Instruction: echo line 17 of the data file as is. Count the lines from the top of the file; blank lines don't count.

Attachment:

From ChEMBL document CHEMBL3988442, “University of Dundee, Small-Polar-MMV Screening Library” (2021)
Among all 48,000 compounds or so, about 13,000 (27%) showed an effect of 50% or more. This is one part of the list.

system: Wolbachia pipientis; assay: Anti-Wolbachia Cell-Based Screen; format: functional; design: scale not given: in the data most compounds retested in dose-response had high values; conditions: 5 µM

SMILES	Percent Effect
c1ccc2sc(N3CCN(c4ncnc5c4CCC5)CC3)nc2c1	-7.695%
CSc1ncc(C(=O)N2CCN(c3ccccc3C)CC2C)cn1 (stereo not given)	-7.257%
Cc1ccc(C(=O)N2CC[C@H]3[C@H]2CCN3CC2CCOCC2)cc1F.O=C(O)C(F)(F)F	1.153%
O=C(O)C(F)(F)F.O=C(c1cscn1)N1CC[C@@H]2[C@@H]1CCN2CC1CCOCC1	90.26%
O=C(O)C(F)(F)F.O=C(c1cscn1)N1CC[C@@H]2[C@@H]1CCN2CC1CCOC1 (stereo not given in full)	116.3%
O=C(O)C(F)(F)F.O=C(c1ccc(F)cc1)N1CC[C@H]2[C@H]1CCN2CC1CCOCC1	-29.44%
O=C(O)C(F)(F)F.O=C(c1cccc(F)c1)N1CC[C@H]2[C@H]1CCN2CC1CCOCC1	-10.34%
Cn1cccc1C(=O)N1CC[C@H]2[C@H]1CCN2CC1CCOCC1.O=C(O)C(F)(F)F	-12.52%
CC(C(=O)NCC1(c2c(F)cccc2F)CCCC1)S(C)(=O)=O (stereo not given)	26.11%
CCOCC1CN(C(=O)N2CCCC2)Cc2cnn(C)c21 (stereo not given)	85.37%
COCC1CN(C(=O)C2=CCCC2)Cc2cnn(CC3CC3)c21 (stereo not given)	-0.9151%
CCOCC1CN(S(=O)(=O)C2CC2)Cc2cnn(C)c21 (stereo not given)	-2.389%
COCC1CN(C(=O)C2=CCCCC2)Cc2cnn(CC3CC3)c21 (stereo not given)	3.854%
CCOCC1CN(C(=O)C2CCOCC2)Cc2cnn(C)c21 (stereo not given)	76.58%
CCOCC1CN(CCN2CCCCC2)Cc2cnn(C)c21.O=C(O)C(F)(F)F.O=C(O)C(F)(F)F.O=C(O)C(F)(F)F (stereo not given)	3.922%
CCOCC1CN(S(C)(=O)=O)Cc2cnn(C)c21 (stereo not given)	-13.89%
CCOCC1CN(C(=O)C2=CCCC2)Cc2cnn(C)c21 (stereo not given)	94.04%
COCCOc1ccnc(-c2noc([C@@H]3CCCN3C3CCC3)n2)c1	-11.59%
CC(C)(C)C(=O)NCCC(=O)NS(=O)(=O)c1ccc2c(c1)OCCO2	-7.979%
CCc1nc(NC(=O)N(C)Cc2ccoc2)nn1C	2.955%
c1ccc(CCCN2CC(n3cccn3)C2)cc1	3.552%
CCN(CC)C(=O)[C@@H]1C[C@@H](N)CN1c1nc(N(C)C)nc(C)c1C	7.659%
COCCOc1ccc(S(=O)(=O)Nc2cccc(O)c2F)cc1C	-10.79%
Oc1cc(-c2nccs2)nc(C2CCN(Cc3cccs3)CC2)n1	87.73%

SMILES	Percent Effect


COCC1CN(C(=O)C2=CCCCC2)Cc2cnn(CC3CC3)c21 (stereo not given)	3.854%